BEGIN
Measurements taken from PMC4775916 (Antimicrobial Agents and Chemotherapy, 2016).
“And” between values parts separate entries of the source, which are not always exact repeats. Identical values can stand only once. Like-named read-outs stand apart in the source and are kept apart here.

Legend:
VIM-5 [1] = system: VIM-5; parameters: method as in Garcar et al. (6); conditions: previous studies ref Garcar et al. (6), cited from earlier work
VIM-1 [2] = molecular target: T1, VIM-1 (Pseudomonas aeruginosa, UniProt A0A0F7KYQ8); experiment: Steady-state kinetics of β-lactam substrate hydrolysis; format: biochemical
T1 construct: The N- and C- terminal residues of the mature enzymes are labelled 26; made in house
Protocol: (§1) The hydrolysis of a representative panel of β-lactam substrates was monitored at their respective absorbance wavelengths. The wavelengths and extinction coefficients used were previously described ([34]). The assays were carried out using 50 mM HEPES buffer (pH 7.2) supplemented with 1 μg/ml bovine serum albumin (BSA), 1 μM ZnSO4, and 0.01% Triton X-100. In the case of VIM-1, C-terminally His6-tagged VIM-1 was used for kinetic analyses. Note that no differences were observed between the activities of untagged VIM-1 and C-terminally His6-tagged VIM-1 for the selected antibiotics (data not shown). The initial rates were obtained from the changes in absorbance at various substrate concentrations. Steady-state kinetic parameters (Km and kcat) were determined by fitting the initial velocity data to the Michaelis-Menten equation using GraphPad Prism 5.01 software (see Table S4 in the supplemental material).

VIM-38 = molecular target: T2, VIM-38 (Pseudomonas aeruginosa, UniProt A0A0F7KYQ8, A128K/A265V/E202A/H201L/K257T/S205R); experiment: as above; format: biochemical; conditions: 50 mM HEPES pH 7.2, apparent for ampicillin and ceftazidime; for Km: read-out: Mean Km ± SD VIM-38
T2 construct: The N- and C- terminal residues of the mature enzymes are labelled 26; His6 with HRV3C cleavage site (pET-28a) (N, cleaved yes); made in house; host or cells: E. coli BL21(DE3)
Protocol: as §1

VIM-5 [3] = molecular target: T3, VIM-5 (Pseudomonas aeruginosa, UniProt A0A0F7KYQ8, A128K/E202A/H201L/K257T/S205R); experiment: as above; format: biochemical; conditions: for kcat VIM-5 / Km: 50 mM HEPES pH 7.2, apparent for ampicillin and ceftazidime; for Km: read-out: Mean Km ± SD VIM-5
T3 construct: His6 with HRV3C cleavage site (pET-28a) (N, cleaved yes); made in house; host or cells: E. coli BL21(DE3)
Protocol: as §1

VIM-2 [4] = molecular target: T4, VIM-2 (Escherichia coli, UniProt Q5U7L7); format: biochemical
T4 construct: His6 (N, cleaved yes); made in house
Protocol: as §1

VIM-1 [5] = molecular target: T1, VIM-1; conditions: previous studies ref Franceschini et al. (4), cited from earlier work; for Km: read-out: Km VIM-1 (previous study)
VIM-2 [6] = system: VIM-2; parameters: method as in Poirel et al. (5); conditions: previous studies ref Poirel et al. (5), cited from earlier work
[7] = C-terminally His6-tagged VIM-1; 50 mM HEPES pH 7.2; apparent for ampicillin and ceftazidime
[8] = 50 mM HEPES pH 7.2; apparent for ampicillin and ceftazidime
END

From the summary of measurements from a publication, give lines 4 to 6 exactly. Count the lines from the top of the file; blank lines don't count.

VIM-5 [1] = system: VIM-5; parameters: method as in Garcar et al. (6); conditions: previous studies ref Garcar et al. (6), cited from earlier work
VIM-1 [2] = molecular target: T1, VIM-1 (Pseudomonas aeruginosa, UniProt A0A0F7KYQ8); experiment: Steady-state kinetics of β-lactam substrate hydrolysis; format: biochemical
T1 construct: The N- and C- terminal residues of the mature enzymes are labelled 26; made in house